Spend enough time at the gym and you’re bound to hear the phrase “training to failure” – but what exactly is it and, perhaps more importantly, how do you know if it’s right for you?By: Dan Salupo
The purpose of any sound strength training program is to systematically manipulate certain variables (e.g. sets and reps, weight, amount of rest, etc.) over a planned period of time to create new stimuli for our muscles to adapt to—“a biological process that eventually makes them stronger,” says Iván Chulvi-Medrano, PhD, Faculty of Physical Education and Sport at the University of Valencia, Spain.
One popular resistance training modality used to facilitate the muscle strengthening process, referred to as muscular failure, is defined by Chulvi-Medrano as “the point during a resistance exercise in which the activated muscle group is unable to generate enough force to complete a full- repetition due to fatigue.” Used properly, training to failure can be an effective tool for progression, or increasing strength over time. Essentially, by reaching this point of fatigue or “failure”, our bodies adapt by recruiting, repairing, and strengthening the muscles necessary to perform the exercise—thereby increasing the amount of weight we’re able to lift.
Although training to muscular failure has been proven to be effective for increasing strength, Chulvi-Medrano, who recently reviewed nearly 30 studies on the topic, believes the decision of whether or not to implement a muscular failure training program depends largely on a risk VS benefit analysis. For example, “training to failure may increase muscle adaptation, however there is a tendency to jeopardize proper technique when the muscles are fatigue, thus raising the risk of injury,” warns Chulvi-Medrano. “Moreover, research has shown an increased risk of over-training as well as a loss of motivation as a result of a muscular failure training program.”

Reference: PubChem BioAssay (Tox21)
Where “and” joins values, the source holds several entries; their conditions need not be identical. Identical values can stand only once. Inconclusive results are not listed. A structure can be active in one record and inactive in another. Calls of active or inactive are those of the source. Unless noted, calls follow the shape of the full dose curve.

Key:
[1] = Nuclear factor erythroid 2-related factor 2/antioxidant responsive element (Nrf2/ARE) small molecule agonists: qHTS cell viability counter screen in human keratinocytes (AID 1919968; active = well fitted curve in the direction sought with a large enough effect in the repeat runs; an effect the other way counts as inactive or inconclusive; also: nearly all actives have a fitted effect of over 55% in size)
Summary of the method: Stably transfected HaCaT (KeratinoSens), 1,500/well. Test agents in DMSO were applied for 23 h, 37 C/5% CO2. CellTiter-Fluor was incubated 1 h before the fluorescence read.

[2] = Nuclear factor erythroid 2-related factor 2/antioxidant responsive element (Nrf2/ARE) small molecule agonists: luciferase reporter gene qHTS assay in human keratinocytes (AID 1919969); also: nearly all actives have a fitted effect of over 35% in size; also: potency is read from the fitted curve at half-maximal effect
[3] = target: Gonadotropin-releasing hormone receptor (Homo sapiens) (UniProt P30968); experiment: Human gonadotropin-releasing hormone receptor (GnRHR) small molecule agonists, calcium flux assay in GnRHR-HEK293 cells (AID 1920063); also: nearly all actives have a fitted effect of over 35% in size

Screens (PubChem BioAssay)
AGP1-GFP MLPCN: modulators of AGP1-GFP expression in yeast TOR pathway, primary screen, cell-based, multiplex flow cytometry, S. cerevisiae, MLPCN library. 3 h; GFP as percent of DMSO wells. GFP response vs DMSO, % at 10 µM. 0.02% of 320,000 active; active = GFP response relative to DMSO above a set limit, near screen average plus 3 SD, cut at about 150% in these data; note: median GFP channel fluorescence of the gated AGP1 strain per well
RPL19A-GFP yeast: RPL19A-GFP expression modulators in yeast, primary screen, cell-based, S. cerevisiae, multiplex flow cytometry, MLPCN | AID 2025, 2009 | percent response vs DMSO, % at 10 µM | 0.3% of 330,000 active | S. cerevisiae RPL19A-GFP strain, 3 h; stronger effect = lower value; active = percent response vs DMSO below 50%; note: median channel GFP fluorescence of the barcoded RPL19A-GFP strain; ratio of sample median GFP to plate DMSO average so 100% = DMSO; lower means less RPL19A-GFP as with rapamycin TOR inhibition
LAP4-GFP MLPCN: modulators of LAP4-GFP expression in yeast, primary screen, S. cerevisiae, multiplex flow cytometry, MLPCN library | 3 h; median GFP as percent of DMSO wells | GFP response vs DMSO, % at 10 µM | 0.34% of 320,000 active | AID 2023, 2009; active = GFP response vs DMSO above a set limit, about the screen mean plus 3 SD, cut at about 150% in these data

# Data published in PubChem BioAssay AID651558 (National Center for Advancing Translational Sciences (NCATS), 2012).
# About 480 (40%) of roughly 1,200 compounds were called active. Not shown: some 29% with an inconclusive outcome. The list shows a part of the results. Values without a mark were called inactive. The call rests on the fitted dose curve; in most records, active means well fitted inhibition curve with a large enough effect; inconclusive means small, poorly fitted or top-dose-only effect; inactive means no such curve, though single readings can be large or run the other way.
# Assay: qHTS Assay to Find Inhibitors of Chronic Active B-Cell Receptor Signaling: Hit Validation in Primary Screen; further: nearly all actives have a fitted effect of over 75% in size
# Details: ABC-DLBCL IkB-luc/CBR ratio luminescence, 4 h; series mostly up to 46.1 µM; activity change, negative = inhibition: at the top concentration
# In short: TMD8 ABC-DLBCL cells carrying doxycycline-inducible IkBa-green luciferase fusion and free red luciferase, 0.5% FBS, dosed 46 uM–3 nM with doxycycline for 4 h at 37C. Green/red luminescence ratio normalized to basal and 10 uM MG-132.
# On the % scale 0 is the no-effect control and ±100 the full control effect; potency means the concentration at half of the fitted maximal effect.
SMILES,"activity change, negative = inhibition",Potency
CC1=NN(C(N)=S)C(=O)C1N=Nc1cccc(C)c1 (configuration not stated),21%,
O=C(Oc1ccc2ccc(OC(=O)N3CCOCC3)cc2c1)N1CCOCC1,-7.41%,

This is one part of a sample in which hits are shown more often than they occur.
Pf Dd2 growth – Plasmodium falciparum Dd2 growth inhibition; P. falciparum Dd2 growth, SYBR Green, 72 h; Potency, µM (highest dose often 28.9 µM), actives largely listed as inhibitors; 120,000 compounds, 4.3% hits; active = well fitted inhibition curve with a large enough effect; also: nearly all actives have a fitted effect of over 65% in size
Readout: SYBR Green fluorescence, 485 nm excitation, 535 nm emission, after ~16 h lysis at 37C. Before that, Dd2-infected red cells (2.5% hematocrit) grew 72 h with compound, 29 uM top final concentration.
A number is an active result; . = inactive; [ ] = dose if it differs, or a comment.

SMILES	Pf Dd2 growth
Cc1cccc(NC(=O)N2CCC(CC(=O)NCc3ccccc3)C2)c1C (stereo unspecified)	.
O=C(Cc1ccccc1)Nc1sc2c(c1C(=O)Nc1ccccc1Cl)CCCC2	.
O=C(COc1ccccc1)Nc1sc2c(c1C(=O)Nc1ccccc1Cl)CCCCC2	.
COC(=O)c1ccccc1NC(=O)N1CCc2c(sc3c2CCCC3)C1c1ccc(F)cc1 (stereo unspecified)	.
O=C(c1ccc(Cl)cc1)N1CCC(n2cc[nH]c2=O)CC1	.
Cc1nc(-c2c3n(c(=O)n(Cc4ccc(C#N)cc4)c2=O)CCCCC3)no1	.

In addition to evaluating the risks and benefits, Chulvi-Medrano also recommends assessing one’s own resistance training status when considering a muscular failure training program.
“Research suggests, for example, that muscular failure can be applied occasionally to highly experienced athletes seeking to improve their performance in plateaus periods,” reported Chulvi-Medrano in his recent paper published in the Journal of Human Sport and Exercise. “However there have been no significant differences found between training and training to failure among less experienced exercisers.”
Thus, the decision to adopt a muscular failure training program should be made only after considering the benefits and risks involved, as well as your current stage in the game. So while an exerciser who has advanced experience in resistance training may elect to train his or her muscles to failure during a plateau period, an older adult with limited training experience could achieve similar benefits from an alternative strength training program without as much risk.
Nonetheless, if and when you decide you are ready to implement a muscular failure training program, Chulvi-Medrano advises adhering to the following guidelines:
1. Application shall be planned – including sets with 8-12 repetitions near voluntary fatigue. This range of repetition is used because it can cause synergistic increases in strength, muscle endurance and hypertrophy in a healthy way. The number of sets should not be too high, since the benefits are very similar to small volumes and large volumes.
2. Only use muscular failure in one or two exercises per muscle group, preferably in the last set(s). These exercises should be performed at the beginning of the workout session.
3. Since training to muscle failure can cause interference on the proper technique of the exercise, be sure to use guided-machines when performing exercises.
4. Time of rest between sets is crucial because it significantly affects the changes in hormonal and metabolic systems. The methodology of muscle failure training requires at least four minutes of rest between sets; applying less recovery time will result in a loss in execution speed, increased fatigue and a decrease in training load.
5. A given training session should alternate between different muscle groups to prevent cumulative fatigue
6. Implementing a muscular failure training program should not exceed 7-weeks to avoid the risk of injury and/or overtraining.
To get you on the right track, Chulvi-Medrano has provided the following example of a 7-week muscular failure training program for improving bench press performance. If you decide to follow the program, be sure to come back and tell us what you think in the comments section!